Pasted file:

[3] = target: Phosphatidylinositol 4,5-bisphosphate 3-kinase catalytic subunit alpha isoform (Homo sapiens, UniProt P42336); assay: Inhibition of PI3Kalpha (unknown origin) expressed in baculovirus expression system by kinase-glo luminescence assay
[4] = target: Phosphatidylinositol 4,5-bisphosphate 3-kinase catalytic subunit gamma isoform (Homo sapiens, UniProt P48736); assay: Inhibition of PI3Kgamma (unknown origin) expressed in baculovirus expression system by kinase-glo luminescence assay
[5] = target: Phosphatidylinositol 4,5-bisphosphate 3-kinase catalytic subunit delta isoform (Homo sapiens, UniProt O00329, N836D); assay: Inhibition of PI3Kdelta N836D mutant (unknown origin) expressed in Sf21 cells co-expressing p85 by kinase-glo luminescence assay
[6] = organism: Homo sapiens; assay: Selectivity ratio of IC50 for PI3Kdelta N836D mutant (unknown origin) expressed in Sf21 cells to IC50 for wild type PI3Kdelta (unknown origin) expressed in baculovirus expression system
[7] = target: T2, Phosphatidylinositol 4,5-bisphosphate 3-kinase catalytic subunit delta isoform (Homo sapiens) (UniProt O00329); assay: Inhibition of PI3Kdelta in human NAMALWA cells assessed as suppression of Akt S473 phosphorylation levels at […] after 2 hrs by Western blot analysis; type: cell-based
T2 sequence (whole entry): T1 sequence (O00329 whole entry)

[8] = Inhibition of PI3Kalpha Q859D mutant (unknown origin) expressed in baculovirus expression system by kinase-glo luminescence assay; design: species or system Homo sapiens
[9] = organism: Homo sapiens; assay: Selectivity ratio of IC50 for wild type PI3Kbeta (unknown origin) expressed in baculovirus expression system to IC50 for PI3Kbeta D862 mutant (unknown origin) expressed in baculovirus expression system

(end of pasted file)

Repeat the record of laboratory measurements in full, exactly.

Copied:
[3] = target: Phosphatidylinositol 4,5-bisphosphate 3-kinase catalytic subunit alpha isoform (Homo sapiens, UniProt P42336); assay: Inhibition of PI3Kalpha (unknown origin) expressed in baculovirus expression system by kinase-glo luminescence assay
[4] = target: Phosphatidylinositol 4,5-bisphosphate 3-kinase catalytic subunit gamma isoform (Homo sapiens, UniProt P48736); assay: Inhibition of PI3Kgamma (unknown origin) expressed in baculovirus expression system by kinase-glo luminescence assay
[5] = target: Phosphatidylinositol 4,5-bisphosphate 3-kinase catalytic subunit delta isoform (Homo sapiens, UniProt O00329, N836D); assay: Inhibition of PI3Kdelta N836D mutant (unknown origin) expressed in Sf21 cells co-expressing p85 by kinase-glo luminescence assay
[6] = organism: Homo sapiens; assay: Selectivity ratio of IC50 for PI3Kdelta N836D mutant (unknown origin) expressed in Sf21 cells to IC50 for wild type PI3Kdelta (unknown origin) expressed in baculovirus expression system
[7] = target: T2, Phosphatidylinositol 4,5-bisphosphate 3-kinase catalytic subunit delta isoform (Homo sapiens) (UniProt O00329); assay: Inhibition of PI3Kdelta in human NAMALWA cells assessed as suppression of Akt S473 phosphorylation levels at […] after 2 hrs by Western blot analysis; type: cell-based
T2 sequence (whole entry): T1 sequence (O00329 whole entry)

[8] = Inhibition of PI3Kalpha Q859D mutant (unknown origin) expressed in baculovirus expression system by kinase-glo luminescence assay; design: species or system Homo sapiens
[9] = organism: Homo sapiens; assay: Selectivity ratio of IC50 for wild type PI3Kbeta (unknown origin) expressed in baculovirus expression system to IC50 for PI3Kbeta D862 mutant (unknown origin) expressed in baculovirus expression system